Predators lock up Trotz

LANCE HORNBY, QMI AGENCY

, Last Updated: 8:23 AM ET

NASHVILLE — The song remains the same for the Predators’ coaching staff, but there is no concerted effort in Music City to tune out Barry Trotz.

It was revealed a few days ago that the Preds’ first ever coach has been extended yet again by their first ever general manager David Poile, this time through 2010-11, with another club option on 2011-12. Trotz and Lindy Ruff of the Buffalo Sabres are the current NHL leaders in employment by the same team, both hired in 1997, though Ruff’s appointment was a year before Nashville started playing.

How have Trotz and associate coach Brent Peterson survived growing pains of an expansion franchise and playoff disappointments, without sounding like a broken records to their players?

“I’ve been very fortunate to work for a GM who understands the whole process,” Trotz said of Poile, “Unlike the market in Toronto when you lose two games and (perception) is that you have a bad coach and you have to move.

“I’ve been with David in one capacity or another for 25 years and he allows you to find your answer — and not necessarily outside the dressing room. Therefore, you become a stronger team, a more galvanized team and one that has accountability. In certain situations, that accountability goes out the door because the easiest thing to do is move the coach.”

This could be the year the Preds’ players finally reward Trotz and do something in the playoffs after a series of quick exits after the NHL lockout and a 10th-place showing last season. The struggles of such teams as Detroit and Vancouver this year could see Nashville land home ice in the first round of the playoffs.

“I change (philosophy) up a little bit every couple of years,” Trotz said. “(Getting tuned out by players) is a little bit of a fallacy. You have a certain foundation in the way that you play and the expectations you have. If it’s the right message, why the hell would you want to change it? Detroit and New Jersey have the same message for years and it has worked for them.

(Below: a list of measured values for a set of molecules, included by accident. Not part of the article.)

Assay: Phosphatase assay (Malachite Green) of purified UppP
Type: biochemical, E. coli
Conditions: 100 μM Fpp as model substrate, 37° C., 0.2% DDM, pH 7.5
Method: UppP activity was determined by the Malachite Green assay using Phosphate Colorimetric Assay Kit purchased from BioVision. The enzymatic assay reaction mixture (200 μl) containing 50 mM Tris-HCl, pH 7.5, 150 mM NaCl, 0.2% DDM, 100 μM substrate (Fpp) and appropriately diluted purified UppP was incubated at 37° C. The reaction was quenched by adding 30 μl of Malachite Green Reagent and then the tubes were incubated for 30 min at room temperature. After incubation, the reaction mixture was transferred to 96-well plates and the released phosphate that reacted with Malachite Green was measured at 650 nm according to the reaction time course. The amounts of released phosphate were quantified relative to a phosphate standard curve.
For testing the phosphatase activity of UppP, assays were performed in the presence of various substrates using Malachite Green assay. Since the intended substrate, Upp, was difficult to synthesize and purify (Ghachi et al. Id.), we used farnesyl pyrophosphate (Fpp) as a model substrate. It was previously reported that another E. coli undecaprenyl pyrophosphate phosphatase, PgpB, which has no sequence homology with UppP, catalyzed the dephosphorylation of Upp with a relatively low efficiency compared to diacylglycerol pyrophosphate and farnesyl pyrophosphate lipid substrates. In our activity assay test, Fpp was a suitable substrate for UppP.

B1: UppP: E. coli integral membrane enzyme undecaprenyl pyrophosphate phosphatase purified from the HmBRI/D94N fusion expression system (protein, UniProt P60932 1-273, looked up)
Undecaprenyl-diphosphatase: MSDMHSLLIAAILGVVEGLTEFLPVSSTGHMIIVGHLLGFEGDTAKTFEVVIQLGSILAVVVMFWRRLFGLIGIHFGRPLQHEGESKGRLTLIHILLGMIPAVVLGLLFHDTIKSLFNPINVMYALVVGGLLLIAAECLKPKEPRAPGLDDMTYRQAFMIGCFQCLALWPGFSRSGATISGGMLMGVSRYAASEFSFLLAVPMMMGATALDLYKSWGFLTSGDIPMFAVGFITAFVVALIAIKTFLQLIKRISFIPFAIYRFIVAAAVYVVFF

“It’s not about the voice, it’s about people buying into what you’re selling. If everyone knows that you come in to play the Predators and there’s a certain way we play and have a responsibility to each other, then accountability is very, very strong.”

Poile is something of a survivor himself, having steered the team through some murky waters when the salary cap was introduced and the cash-strapped Predators were going through ownership wrangles that required a frugal approach. Yet Poile told The Tennessean Monday that he’s glad he stuck it out, twice declining a front office role with the Leafs.

Poile met with then-Leaf president Ken Dryden in 1997 after being let go by the Washington Capitals, but when the expansion Preds followed up on an offer they made prior to his interview with Dryden, Poile felt obligated to take it. Another chance arose in the summer of 2007 when Craig Leipold was selling the Preds and the Leafs were looking for a senior advisor to John Ferguson. Poile was given permission to talk to the Leafs, but decided he liked it where he was.

“The Toronto job and the Nashville job couldn’t be further apart in terms of the hockey spectrum,” Poile said. “But I was really excited about starting things from ground zero (in 1997). With Nashville, I knew I would have my fingerprints over everything we did.

“Even at the start of this year it was ‘little old Nashville’ where no one gave us a chance to be competitive.”

lance.hornby@sunmedia.ca


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